STUDIES OF VALMIKI NATIONAL PARK, BIHAR WITH REFERENCE TO AVIFAUNA |UTTAR PRADESH JOURNAL OF ZOOLOGY

The tract is very rich in avifauna. More than 250 bird species have been reported from Valmiki National Park  (Valmiki Tiger Reserve). Almost all the bird species are likely to occur that are found in Dudhwa or the adjoining Sohagi Barwa Sanctuary in Uttar Pradesh [1]. The common birds are Peafowls, Partridges (Black and Gray), Quails, Pigeon, Mynas, Bulbul, Hornbill, Parrot, Woodpickers, Vultures, Eagles, Flycatchers, Sunbirds, among others. Nepal Kalij Pheasant locally known as Churcha is also found. In the night several owls, owlets and nightjars can be easily seen. Globally threatened species such as the Swamp Francolin (Francolinus gularis) and Sociable Lapwing (Vanellus gregarius) have been reported from the area [1]. The vulnerable Sarus Crane (Grus antigone) also occurs in small numbers [2]. There were records of White-rumped Gyps bengalensis and Slender-billed vultures. Historical records of Bengal Florican (Houbaropsis bengalensis) from the general area also exist. A large roost of migratory Amur Falcons (Falco amurensis) was also discovered just outside the Reserve. Details of important observations are presented. Conservation issues are also discussed briefly and recommendations are made for the protection of habitats and birds.

Please read full article –https://mbimph.com/index.php/UPJOZ/ 

URBAN BIRD DIVERSITY OF SHEOPUR CITY, NORTH MADHYA PRADESH, INDIA | UTTAR PRADESH JOURNAL OF ZOOLOGY

The high rate of Urbanization and the consequent loss of bird habitat at the global level is increasing day by day. Due to this activity challenging ecosystem will create problems in the future because more people prefer to live in the cities. The main objective of the study was to know the current status of urban bird diversity, habitat and conservation plan. Point count and Line transect methods were used for the bird survey. The various bird species were sighted through binocular and species identification was done by using different identification keys. Photograph of birds was taken by the Nikon DSLR camera and GPS locations of each study site were recorded in the datasheet. The total numbers of 90 bird species were recorded from all study sites belonging to 16 orders and 43 families. In recent times some species migrated from urban to semi-urban areas because they have not existed in narrow habitat. However, some scavengers bird seen at dead animal dumping sites. Family Columbidae was found dominant with a 6% contribution followed by families like Muscicapidae, Sturnidae, Motacillidae, Scolopacidae and Anatidae with 5% contribution each and further followed by other families with less than 5% contribution. These present results indicate that Rock dove is highly habituated in the urban ecosystem while House sparrow, Golden oriole, Grey hornbill and Egyptian vulture are sensitive species. So they are seen as local migratory species. The conservation plan is needed to develop green belts at street level and with the maintenance of the old gardens; new parks should be established in urban areas. The artificial nest (wooden nest), food (mixed grains) and water properly take place in parks. Birds are also important for the maintenance of the ecosystem because they act as an effective tool for biological pest control.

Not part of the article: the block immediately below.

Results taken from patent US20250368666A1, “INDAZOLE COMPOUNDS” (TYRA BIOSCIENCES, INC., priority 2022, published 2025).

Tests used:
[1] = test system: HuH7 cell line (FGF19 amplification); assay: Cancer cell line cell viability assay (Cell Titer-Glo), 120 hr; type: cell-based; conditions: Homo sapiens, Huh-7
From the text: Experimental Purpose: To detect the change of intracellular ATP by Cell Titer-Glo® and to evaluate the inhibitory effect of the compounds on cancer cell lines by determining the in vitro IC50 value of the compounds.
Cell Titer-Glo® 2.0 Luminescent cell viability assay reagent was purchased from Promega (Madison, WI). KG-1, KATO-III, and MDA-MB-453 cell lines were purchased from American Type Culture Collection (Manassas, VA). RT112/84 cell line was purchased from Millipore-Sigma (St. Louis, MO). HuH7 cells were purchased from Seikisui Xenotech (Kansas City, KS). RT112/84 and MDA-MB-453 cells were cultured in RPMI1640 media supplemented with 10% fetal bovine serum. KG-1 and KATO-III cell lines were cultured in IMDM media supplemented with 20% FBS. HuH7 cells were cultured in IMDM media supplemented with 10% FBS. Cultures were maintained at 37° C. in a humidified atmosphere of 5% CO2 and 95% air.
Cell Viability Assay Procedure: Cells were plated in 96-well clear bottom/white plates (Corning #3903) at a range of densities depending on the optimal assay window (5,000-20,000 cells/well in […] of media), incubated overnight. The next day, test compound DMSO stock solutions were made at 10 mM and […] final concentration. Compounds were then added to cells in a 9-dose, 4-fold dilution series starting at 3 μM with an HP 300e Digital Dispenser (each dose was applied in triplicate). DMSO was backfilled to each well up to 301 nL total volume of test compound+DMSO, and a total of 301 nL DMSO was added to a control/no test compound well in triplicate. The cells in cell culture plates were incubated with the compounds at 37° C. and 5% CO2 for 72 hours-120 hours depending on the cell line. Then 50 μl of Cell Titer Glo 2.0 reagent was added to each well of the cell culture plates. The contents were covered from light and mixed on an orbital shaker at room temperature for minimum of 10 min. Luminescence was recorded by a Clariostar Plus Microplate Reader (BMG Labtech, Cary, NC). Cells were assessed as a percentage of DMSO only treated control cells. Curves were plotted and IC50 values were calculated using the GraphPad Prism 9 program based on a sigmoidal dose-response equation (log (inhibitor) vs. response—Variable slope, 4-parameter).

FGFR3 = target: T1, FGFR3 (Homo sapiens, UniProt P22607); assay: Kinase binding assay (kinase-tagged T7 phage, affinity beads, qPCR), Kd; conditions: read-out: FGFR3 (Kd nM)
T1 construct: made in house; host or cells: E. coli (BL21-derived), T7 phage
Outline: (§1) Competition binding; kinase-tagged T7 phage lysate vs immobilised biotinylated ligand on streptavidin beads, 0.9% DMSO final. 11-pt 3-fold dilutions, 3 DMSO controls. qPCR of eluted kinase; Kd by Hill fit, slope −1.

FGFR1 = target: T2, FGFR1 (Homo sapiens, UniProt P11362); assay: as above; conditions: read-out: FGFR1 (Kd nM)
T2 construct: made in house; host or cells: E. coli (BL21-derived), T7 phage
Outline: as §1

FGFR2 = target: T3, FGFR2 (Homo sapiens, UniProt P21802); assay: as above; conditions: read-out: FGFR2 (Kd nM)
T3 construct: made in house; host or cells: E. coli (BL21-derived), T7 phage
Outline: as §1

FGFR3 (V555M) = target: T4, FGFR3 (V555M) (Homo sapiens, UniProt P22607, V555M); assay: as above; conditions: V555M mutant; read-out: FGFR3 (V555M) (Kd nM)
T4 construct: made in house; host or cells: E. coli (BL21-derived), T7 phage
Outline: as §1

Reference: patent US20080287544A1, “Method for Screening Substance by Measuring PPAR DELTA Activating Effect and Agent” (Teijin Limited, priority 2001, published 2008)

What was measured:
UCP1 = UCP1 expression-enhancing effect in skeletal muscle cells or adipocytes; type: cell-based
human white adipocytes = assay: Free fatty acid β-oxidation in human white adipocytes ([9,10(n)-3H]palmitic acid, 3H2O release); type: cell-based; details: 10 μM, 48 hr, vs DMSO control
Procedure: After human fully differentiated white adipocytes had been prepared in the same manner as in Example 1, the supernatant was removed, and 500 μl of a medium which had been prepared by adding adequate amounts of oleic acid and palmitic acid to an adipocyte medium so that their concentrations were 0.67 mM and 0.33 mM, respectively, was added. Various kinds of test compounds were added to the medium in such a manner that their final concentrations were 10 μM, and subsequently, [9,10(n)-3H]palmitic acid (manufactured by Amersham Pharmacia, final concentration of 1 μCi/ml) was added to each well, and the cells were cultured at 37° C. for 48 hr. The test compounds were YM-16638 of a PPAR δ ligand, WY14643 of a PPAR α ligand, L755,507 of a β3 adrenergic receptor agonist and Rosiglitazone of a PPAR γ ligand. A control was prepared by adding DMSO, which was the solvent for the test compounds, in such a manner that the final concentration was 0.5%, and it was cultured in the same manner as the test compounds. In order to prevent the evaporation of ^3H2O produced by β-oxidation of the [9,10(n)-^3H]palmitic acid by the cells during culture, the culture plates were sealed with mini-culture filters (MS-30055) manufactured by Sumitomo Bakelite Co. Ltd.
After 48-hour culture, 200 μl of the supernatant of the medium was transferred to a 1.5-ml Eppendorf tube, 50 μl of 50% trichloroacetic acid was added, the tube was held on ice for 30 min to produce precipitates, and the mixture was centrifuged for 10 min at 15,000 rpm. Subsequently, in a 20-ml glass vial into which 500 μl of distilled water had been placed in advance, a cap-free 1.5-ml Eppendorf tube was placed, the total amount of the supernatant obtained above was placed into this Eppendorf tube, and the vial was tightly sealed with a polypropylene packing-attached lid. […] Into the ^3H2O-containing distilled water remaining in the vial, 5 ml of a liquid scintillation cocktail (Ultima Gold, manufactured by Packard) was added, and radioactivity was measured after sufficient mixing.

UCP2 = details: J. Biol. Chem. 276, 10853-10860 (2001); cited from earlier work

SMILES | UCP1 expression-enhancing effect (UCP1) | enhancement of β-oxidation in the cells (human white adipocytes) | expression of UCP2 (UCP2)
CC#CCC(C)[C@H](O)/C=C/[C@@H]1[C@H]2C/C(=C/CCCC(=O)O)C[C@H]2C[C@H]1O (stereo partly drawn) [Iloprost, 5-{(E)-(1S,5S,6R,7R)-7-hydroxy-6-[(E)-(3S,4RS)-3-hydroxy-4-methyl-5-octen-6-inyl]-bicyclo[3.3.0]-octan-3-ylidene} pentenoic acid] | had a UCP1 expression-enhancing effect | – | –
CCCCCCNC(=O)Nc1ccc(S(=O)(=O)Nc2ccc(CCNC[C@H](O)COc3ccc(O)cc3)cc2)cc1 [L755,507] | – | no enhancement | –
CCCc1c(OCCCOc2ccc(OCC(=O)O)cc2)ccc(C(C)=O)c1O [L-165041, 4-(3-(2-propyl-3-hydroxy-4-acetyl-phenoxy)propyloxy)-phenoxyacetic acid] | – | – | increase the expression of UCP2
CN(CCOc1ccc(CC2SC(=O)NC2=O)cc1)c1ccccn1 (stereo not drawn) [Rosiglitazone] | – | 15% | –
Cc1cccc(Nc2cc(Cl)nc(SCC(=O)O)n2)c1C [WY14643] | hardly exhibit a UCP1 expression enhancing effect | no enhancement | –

Please read full article – http://www.mbimph.com/index.php/UPJOZ/article/view/1469

Create your website with WordPress.com
Get started